Data architect Randall Parman describes how the restaurant chain is developing sophisticated data analysis for improving employee performance and store sales.

Mary Hayes Weier, Contributor

October 8, 2007

3 Min Read

Randall Parman, database architect at restaurant chain Applebee's International and head of Teradata's user group, opened Teradata's annual user conference in Las Vegas Monday with a warning to those who aren't making the best use of their data.

"Data is like gold," Parman noted. "If you don't use the gold, you will have someone else who will come along and take the opportunity," Parman said, speaking to a room packed with nearly 3,900 attendees.

Parman drew an analogy to the story about Isaac Newton's discovery of gravity after being hit on the head with an apple. "What if Newton had just eaten the apple?" he asked. "What if we failed to use the technology available, or failed to use these insights to take action?"

Applebee's, which has 1,900 casual dining restaurants worldwide and grossed $1.34 billion in revenue last year, has a four-node, 4-Tbyte data warehouse system. Although the company has just a staff of three database administrators working with the system, "we have leveraged our information to gain insight into the business," he said. "Some of those insights were unexpected, coming out of the blue while we were looking in a completely different [direction]."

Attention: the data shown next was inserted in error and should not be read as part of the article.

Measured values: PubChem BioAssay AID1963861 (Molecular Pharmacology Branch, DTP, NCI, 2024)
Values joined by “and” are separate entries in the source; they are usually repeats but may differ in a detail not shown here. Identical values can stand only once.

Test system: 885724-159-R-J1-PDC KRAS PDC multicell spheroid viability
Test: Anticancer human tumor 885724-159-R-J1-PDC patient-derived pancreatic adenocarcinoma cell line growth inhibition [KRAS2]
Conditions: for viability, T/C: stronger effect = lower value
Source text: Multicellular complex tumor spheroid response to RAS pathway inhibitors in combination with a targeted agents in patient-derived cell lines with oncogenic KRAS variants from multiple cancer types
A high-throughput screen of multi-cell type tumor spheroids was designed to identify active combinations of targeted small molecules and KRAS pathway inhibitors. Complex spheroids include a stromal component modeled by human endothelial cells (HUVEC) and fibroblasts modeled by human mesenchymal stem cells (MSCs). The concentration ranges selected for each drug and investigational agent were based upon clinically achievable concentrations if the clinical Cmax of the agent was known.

For example, Applebee's had been using the data warehouse to analyze the "back-of-house performance" of restaurants, including how long it took employees to prepare food in the kitchens. "Someone had the unanticipated insight to use back-of-house performance to gage front-of-house performance," he said. "From looking at the time the order was placed to when it was paid for by credit card and subtracting preparation meal time, we could figure out how long servers were spending time with customers." Parman added that the information is being used to help the company improve customer experiences.

Applebee's has also advanced beyond basic business decisions based on data -- such as replenishing food supplies based on how much finished product was sold daily -- to developing more sophisticated analyses. His department, for example, came up with a "menu optimization quadrant" that looks at how well items are selling so the company can make better decisions about not only what to order, but about what products to promote.

Technology vendors, meanwhile, see untapped potential for businesses to spend money on software and hardware that lets them use data to make more sophisticated business decisions. That's why SAP, whose customers have hordes of potentially untapped data in their ERP systems, announced Sunday it will acquire BI market leader Business Objects for $1.6 billion, even after it's said its primary strategy is to acquire only small companies. And it's why Teradata and SAS Institute announced Monday a partnership to work closely together to integrate SAS's reporting and query tools with Teradata's data warehouse, including a new "center of excellence" in which engineers will collaborate on research and development.

"Companies who operate with the greatest speed and intelligence will win," said Teradata CEO Michael Koehler, during Monday's keynote address.

Never Miss a Beat: Get a snapshot of the issues affecting the IT industry straight to your inbox.

You May Also Like

More Insights